Lehrstuhl für Angewandte Softwaretechnik
Chair for Applied Software Engineering

Chapter 1: Introduction to Software Engineering






The term software engineering was coined in 1968 as a response to the desolate state of the art of developing quality software on time and within budget. Software developers were not able to set concrete objectives, predict the resources necessary to attain those objectives, and manage the customers’ expectations. More often than not, the moon was promised, a lunar rover built, and a pair of square wheels delivered.

The emphasis in software engineering is on both words, software and engineering. An engineer is able to build a high-quality product using off-the-shelf components and integrating them under time and budget constraints. The engineer is often faced with ill-defined problems and partial solutions, and has to rely on empirical methods to evaluate solutions. Engineers working in such application domains as passenger aircraft design and bridge construction have successfully met similar challenges. Software engineers have not been as successful.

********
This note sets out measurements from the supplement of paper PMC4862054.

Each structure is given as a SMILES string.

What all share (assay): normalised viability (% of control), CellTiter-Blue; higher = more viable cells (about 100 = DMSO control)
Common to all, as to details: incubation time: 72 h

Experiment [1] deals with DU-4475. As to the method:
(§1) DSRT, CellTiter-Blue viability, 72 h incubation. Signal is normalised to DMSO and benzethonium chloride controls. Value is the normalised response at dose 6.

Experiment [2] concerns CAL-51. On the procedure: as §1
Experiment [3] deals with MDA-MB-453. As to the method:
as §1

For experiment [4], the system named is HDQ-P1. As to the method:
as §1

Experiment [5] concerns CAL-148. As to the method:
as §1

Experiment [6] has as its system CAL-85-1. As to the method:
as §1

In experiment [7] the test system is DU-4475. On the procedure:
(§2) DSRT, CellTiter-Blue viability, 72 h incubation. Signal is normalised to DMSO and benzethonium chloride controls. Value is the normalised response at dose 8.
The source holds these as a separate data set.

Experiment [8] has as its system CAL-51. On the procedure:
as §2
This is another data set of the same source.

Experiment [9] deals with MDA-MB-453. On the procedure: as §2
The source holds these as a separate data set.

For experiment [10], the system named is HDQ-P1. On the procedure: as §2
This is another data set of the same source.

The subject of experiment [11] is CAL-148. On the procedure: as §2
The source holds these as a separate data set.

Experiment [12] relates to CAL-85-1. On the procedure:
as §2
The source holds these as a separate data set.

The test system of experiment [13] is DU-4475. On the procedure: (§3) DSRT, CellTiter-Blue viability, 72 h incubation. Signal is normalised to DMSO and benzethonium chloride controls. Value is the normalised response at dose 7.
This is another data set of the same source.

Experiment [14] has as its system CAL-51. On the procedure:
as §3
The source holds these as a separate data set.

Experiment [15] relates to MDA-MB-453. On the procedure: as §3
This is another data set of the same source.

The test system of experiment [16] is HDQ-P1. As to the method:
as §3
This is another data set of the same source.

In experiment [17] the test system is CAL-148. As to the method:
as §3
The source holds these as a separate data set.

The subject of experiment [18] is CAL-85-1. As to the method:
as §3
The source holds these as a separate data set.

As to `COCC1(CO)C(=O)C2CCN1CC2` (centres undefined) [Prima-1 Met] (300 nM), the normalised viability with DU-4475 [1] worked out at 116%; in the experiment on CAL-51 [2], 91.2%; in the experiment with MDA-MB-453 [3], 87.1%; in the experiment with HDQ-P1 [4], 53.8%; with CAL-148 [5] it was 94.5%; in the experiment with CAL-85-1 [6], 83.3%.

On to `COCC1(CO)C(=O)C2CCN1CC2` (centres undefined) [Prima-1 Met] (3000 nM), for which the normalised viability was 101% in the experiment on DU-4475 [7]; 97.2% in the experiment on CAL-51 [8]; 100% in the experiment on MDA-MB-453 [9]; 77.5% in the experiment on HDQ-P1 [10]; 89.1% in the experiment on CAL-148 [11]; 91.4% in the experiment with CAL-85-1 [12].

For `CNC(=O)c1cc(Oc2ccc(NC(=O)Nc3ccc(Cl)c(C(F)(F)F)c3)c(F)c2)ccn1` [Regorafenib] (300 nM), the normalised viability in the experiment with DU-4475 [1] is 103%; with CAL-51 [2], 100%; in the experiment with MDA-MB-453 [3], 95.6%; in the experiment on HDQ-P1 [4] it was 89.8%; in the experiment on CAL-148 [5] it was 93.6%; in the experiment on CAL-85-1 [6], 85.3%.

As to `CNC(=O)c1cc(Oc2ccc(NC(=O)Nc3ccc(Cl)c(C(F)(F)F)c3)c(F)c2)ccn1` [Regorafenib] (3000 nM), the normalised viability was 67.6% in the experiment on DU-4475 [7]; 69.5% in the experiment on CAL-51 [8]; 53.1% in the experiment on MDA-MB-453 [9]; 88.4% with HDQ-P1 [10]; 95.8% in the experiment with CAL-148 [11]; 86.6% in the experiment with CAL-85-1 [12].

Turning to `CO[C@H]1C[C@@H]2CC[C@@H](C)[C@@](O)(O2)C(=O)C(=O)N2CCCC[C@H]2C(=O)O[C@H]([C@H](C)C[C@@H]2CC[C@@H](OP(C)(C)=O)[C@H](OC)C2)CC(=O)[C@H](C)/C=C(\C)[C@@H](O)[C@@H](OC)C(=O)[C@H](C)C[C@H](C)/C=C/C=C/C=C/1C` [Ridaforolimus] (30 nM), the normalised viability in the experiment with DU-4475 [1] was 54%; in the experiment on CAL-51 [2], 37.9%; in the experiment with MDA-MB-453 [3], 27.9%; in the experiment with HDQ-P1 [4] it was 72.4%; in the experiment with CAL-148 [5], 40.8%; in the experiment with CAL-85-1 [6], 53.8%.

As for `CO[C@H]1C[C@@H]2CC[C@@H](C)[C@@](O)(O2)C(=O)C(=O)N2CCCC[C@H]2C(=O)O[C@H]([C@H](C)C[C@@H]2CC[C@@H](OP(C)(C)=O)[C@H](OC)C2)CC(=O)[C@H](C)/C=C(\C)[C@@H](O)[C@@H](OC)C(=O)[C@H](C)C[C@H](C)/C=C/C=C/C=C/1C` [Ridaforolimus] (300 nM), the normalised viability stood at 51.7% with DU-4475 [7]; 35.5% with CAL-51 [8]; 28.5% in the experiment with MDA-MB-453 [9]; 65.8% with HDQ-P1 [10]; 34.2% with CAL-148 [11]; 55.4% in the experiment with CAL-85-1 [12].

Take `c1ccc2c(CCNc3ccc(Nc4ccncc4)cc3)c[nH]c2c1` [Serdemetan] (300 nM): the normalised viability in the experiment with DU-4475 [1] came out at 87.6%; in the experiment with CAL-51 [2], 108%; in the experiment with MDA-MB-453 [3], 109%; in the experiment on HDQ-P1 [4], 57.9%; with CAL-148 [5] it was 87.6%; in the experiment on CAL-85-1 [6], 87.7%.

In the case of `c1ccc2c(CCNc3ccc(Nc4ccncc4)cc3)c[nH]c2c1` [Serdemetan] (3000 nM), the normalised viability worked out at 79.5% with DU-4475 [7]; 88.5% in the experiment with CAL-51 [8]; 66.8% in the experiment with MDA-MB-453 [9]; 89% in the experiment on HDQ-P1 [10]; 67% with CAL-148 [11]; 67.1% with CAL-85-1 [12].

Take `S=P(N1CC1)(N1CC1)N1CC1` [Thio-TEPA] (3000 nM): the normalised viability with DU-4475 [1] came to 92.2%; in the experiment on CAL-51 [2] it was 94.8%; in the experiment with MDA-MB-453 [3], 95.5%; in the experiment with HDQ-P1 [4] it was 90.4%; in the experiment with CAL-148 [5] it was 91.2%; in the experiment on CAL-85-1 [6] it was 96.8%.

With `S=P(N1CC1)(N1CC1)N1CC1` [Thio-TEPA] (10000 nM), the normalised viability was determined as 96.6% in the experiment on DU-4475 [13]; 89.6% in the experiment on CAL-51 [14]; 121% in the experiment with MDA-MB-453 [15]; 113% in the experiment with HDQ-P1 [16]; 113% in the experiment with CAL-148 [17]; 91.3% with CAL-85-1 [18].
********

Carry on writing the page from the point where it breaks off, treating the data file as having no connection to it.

The problem of building and delivering complex software systems on time has been actively investigated and researched. Everything has been blamed, from the customer (“What do you mean I can’t get the moon for $50?”) to the “soft” in software (“If I could add that one last feature ...”) to the youth of this discipline. What is the problem?

Complexity and change

Useful software systems are complex. To remain useful they need to evolve with the end users’ need and the target environment. In this book, we describe object-oriented techniques for conquering complex and changing software systems. In this chapter, we provide a motivation for object-oriented techniques and define the basic concepts used throughout this book.